Sending Office: Honorable Tim Ryan
Honor American Patriots of WWII with a “Congressional Gold Medal”
Endorsed by the National Association of County Veteran Service Officers, AMVETS, American Legion, National World War II Museum, Air Force Association, American Fighter Aces Association, Ernie Hall Aviation Museum, VFW Post 2662, American War
Memorials Overseas, Bomber Command Museum of Canada, No. 1 British Flying Training School Museum, Aircrew Remembered, Canadian Harvard Aerobatic Team, 20th Century Aviation Magazine, Hickory Aviation Museum, and Florida Aviation Historical Society
Cosponsors: McCollum, Jackson Lee, Kaptur, Bordallo, Clarke, Coffman
I write today to invite you to become a co-sponsor of a legislative initiative which will recognize the legacies of the estimated 12,000 Americans who joined the fight for democracy in WWII prior to the United States’ declared entry into the conflict. Prior
to the attack on Pearl Harbor courageous citizens from across the country saw the dangers represented by Nazi and Fascist aggression and voluntarily fought to prevent the associated detrimental impacts on the American way of life. Cosponsor today the “American
Patriots of WWII through Service with the Canadian and British Armed Forces Gold Medal Act of 2017” and honor these heroes.
Wartime media accounts detail the intrepid volunteers, and organizations within several states have recognized them with memorials and websites. Yet the foresight, courage and sacrifices of these patriots have remained for the most part an untold story which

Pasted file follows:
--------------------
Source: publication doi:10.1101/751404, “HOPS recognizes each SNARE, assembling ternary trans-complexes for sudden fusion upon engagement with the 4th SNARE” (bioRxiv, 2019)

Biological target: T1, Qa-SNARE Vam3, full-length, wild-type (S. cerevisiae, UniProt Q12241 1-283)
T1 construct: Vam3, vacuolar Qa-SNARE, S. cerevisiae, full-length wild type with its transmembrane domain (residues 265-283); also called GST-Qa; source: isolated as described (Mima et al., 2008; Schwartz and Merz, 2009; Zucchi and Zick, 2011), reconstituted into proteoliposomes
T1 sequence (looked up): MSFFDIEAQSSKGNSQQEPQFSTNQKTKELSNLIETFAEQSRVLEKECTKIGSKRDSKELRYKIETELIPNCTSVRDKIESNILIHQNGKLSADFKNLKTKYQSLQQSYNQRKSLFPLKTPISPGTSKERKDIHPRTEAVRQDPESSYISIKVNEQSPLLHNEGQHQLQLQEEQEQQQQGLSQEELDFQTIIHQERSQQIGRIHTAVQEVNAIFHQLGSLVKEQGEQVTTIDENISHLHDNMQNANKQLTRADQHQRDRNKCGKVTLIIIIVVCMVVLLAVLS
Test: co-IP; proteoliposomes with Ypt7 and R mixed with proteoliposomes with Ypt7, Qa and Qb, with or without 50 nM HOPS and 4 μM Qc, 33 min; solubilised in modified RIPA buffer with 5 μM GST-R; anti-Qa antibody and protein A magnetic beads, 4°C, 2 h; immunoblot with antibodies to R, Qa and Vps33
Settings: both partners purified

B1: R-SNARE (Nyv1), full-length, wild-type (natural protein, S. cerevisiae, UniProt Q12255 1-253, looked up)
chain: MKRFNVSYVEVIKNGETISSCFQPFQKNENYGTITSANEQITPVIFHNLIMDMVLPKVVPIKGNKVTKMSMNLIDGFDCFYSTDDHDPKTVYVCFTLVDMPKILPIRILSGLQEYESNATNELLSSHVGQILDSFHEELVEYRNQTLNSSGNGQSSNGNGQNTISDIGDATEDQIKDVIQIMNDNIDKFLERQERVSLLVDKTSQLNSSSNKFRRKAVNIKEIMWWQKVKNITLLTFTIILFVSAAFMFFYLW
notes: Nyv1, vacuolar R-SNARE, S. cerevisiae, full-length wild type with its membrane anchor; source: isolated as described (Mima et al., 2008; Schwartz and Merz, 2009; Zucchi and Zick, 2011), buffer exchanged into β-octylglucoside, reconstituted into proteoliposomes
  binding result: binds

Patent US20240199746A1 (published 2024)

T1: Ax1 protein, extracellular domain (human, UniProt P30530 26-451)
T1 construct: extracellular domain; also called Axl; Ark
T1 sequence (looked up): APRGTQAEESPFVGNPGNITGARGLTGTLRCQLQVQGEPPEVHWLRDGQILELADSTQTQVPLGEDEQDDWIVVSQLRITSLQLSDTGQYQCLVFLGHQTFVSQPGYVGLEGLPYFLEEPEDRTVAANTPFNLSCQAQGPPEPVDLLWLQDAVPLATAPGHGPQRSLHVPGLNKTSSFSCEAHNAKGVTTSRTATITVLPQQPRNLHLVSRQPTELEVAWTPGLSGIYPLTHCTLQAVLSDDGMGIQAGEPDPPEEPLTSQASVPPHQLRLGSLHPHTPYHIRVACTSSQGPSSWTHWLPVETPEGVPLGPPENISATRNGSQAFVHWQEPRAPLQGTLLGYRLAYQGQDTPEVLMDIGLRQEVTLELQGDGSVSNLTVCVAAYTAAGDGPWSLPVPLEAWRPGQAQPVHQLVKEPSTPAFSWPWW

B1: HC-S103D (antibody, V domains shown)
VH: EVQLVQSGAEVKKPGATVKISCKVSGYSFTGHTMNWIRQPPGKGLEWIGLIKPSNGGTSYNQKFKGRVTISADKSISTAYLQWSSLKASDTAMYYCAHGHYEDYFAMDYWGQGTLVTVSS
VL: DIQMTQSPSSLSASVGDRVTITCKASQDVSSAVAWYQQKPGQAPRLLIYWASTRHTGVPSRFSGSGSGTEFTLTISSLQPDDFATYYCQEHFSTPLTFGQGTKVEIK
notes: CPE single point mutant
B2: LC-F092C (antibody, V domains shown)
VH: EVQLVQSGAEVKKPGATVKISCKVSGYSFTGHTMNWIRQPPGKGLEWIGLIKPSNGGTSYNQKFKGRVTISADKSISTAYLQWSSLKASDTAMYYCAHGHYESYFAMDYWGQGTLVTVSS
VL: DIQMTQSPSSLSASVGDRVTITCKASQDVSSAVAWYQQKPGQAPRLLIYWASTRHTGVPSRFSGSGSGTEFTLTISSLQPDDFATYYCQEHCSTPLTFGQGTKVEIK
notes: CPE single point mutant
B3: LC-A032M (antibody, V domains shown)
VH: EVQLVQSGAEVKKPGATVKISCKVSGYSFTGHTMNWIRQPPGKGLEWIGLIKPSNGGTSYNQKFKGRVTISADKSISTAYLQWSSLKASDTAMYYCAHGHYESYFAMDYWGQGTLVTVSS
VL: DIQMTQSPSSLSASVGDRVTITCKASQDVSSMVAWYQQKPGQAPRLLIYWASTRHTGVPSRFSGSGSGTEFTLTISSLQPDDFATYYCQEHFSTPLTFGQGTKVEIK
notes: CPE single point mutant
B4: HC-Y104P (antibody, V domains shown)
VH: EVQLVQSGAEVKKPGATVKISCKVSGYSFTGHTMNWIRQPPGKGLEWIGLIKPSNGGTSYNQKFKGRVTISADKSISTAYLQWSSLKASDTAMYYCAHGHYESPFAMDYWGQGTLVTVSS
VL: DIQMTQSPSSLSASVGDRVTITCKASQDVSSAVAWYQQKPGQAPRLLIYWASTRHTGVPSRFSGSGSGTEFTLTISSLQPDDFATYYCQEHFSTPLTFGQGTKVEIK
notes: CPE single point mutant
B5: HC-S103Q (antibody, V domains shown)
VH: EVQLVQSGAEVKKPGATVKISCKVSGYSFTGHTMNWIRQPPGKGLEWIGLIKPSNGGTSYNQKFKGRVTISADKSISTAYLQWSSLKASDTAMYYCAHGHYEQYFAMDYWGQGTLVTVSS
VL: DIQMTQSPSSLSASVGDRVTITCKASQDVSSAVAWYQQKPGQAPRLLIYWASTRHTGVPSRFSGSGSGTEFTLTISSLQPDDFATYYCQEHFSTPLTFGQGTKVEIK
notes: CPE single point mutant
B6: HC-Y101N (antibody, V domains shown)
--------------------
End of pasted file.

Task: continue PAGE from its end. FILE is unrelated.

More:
has not received formal, collective recognition. Their positive contributions were legion and the knowledge and experience they obtained under Canadian and British tutelage provided invaluable leadership later when many transferred into branches of the U.S.
Military. These patriots who served in the Canadian and British armed forces before transferring to lead the United States in the wartime effort include
LTC John C. Morgan, the only person to become a Prisoner of War after being awarded the Medal of Honor. Other distinguished patriots include: Edward J. Tracey,
William R. Dunn,
Dominic Salvatore Gentile, and John Gillespie Magee, Jr.
Many individuals who were unable to enlist due to exclusions relating to gender, age, race, health, formal education, or other reasons supported this effort by joining the new ancillaries and support agencies. This heroism generated progressive cultural
change. For example, the successes of Air Transport Auxiliary (ATA) female ferry aircrews paved the way for the formation in the U.S. of the Women Airforce Service Pilots (WASP) and led to greater incorporation and utilization of women in the U.S. Armed Forces.
Jacqueline Cochran, was an ATA recruiter and a pioneer of the WASPs.
Additional information is available through the following independent video and websites:
The Americans who served in Canadian and British military and paramilitary units represent a largely overlooked group and their legacy of service is one of valor. These men and women played essential roles in securing victory and are worthy of official commendation.
Please join in the effort to formally recognize these valiant warriors. To do so, please contact Jason Bahmer,
e-Dear Colleague version 2.0